The opinion of the court was delivered by: BRYANT
WILLIAM B. BRYANT, SENIOR UNITED STATES DISTRICT JUDGE:
This action is before the court on defendants' motion to dismiss the complaint or, in the alternative, for summary judgment in their favor.
The plaintiffs, the three minor children of John and Mary Jones (alias), bring this action by their parents, and by alias, for "psychic injuries" inflicted as a consequence of defendants' actions. Defendants are a corporation organized under the laws of California with a branch office located in Washington, D.C.; John Hanley, the founder, president and Chairman of the Board of Directors of the corporation; and all employees of the corporation who were employed by the corporation at times material to the complaint. For a fee, Lifespring conducts "training" sessions in which participants engage in a variety of psychological group exercises. The sessions span several days and nights during which Lifespring personnel carefully control all aspects of the participant's environment.
Both John and Mary Jones each participated in two training sessions during 1981. The three minor children's contact with defendants came only at "graduation" ceremonies after the completion of each of the training sessions. Complaint at para. 20.
This second action brought by the Jones family seeks damages on behalf of the three Jones children in three counts. In the first count, the children contend that the defendants negligently deprived them of the "love, warmth, care, nurturement and security and support" of their parents. Complaint at para. 71. Count II is an action for intentional infliction of severe emotional distress that is also rooted in the deprivation of parental emotional support. Complaint at paras. 72, 77. The last count is an implied private right of action for the violation of a District of Columbia statute requiring the licensure of psychologists in the District and otherwise overseeing their activities. Complaint at para. 78.
The law of the District of Columbia is clear; it does not recognize a cause of action of a minor for the deprivation of the emotional support of a parent by a third party. Pleasant v. Washington Sand & Gravel Co., 104 U.S. App. D.C. 374, 262 F.2d 471 (D.C. Cir. 1958) (infant does not have an enforceable claim against a third party for loss of a parent's support, education, care, society, etc.); Hill v. Sibley Memorial Hospital, 108 F. Supp. 739 (D.D.C. 1952) (minor child cannot sue for loss of love and companionship as a result of negligent injury to mother). See, Edler v. MacAlpine-Dowine, 86 U.S. App. D.C. 97, 180 F.2d 385 (D.C. Cir. 1950) (no cause of action lies for an infant against a person who intentionally and wrongfully enticed his father to desert home); McMillan, et al. v. Taylor, 81 U.S. App. D.C. 322, 160 F.2d 221 (D.C. Cir. 1946) (same holding as Elder); Annotation, Child's Right of Action for Loss of Support, Training, Parental Attention, or the Like, Against a Third Person Negligently Injuring Parent, 11 A.L.R. 4th 549 (1982).
Under a fair reading of the complaint, plaintiffs' injuries are alleged to be the product of the negligent and/or tortious acts by the defendants against a third party, the plaintiffs' parents. Under this theory of the case, applying D.C. law, no recovery can be had.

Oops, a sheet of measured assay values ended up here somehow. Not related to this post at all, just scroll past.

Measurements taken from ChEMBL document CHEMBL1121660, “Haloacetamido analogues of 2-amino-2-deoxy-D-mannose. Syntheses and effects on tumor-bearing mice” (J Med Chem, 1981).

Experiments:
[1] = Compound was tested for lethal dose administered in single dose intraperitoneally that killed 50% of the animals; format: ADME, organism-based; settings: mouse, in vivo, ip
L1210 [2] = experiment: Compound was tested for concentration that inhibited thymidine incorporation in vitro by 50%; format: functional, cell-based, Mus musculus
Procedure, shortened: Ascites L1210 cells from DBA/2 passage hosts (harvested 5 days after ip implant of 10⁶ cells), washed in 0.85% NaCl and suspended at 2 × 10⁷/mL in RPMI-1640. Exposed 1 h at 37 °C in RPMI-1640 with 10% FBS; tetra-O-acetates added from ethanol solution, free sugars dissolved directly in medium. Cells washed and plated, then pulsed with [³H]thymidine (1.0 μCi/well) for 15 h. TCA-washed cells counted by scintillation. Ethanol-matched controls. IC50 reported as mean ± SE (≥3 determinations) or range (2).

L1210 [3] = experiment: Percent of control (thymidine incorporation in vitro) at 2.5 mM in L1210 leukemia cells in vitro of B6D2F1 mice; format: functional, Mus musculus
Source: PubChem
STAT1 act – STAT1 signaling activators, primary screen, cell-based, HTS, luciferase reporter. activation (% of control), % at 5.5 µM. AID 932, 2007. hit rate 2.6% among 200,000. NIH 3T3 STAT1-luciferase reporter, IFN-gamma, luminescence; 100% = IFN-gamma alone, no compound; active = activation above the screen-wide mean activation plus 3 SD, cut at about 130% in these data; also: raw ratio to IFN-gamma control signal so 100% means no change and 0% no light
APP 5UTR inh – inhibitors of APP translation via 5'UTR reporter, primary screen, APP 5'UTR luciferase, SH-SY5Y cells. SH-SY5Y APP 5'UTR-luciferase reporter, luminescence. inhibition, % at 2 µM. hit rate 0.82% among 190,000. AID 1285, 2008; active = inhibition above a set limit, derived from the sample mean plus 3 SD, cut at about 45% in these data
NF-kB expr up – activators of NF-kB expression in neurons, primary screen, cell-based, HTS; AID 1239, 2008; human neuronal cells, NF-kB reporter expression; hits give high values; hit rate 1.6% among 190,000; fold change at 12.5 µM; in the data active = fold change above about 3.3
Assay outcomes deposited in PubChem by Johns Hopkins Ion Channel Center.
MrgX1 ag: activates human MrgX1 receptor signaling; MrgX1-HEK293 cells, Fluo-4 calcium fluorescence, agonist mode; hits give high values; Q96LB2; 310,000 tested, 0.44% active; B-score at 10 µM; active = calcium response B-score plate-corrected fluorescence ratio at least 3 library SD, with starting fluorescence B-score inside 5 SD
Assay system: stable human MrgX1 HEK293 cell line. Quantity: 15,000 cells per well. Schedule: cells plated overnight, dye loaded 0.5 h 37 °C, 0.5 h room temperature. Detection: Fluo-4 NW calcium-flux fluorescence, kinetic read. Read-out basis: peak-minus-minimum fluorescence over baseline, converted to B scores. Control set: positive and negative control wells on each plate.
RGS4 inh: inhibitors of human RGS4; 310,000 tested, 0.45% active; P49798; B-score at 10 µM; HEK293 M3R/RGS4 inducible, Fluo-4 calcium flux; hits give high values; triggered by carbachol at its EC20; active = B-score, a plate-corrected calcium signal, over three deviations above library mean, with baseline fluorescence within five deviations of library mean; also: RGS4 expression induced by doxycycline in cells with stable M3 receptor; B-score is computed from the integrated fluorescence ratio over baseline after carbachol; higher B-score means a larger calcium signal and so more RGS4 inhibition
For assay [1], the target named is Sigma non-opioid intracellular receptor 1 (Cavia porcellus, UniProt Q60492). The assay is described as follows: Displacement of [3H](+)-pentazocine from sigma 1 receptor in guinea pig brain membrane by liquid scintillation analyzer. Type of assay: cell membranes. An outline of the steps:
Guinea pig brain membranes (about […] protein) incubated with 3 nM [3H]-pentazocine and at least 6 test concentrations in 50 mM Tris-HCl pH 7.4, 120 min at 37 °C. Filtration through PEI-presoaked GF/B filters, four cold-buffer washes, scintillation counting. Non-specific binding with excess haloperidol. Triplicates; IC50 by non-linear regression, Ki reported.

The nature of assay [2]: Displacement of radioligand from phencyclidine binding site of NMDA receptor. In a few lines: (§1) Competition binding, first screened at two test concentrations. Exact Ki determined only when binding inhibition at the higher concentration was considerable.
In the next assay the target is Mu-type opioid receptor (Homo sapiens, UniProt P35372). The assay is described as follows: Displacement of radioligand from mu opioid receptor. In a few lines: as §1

In their opposition to defendants' motion to dismiss, plaintiffs contend that their injury is the result of the direct contact they had with the defendants. However, in their more than forty page complaint, the only allegation of direct contact made by the plaintiffs is that they were present at their parents' graduation. If plaintiffs assert that their damages are a result of their presence at "graduation" exercises, then absent any additional showing of contact, this event, as a matter of law, is too remote to be the proximate cause of plaintiffs' injuries. Furthermore, defendants' actions toward plaintiffs' parents are wholly irrelevant under this theory of the case.
For these reasons, counts I and II must be dismissed.
The theory of count III is that plaintiffs have a private right of action under the Practice of Psychology Act, Pub. L. No. 91-657, 84 Stat. 1955-1961 (1971) (first codified at § 2-481-498 (1971), recodified at § 2-1704.1 to 2-1704.18 in 1981 and repealed by D.C. Law 6-99, § 1104(h), 33 D.C. Reg. 729 (1986)). Since the statute is silent on whether a private party may sue, any claim must be implicit. To determine whether a private remedy is implied in a statute, the court must consider whether: (1) the plaintiffs are among the class for whom the statute was intended to protect; (2) there is any indication of legislative intent to create a private remedy; and (3) creation of a private cause of action would be "consistent with the underlying purpose of the legislative scheme." Cort v. Ash, 422 U.S. 66, 78, 45 L. Ed. 2d 26, 95 S. Ct. 2080 (1975). No private right of action can be found unless Congress specifically intends to create one. California v. Sierra Club, 451 U.S. 287, 293-94, 68 L. Ed. 2d 101, 101 S. Ct. 1775 (1981). See Transamerica Mortgage Advisors, Inc. v. Lewis, 444 U.S. 11, 15-16, 62 L. Ed. 2d 146, 100 S. Ct. 242 (1979) ("what must ultimately be determined is whether Congress intended to create the private remedy"). To assess congressional intent, it is necessary to examine the "language and the focus of the statute, its legislative history and its purpose." Touche Ross & Co. v. Redington, 442 U.S. 560, 575-76, 61 L. Ed. 2d 82, 99 S. Ct. 2479 ...